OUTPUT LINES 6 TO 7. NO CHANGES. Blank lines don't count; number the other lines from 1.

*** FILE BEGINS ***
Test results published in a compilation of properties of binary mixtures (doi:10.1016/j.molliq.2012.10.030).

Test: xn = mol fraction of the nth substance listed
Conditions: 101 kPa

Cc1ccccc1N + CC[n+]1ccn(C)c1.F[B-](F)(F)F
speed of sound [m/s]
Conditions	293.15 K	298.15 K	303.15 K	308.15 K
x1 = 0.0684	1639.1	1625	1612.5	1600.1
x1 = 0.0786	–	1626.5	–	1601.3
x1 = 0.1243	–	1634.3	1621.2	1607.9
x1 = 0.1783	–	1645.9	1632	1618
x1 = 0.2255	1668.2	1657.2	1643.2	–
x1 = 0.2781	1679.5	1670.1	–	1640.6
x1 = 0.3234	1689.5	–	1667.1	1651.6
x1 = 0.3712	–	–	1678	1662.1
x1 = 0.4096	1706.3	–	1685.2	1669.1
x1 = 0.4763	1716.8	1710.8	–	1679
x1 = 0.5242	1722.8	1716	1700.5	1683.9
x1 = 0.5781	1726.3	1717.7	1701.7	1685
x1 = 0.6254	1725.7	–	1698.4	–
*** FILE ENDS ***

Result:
Conditions	293.15 K	298.15 K	303.15 K	308.15 K
x1 = 0.0684	1639.1	1625	1612.5	1600.1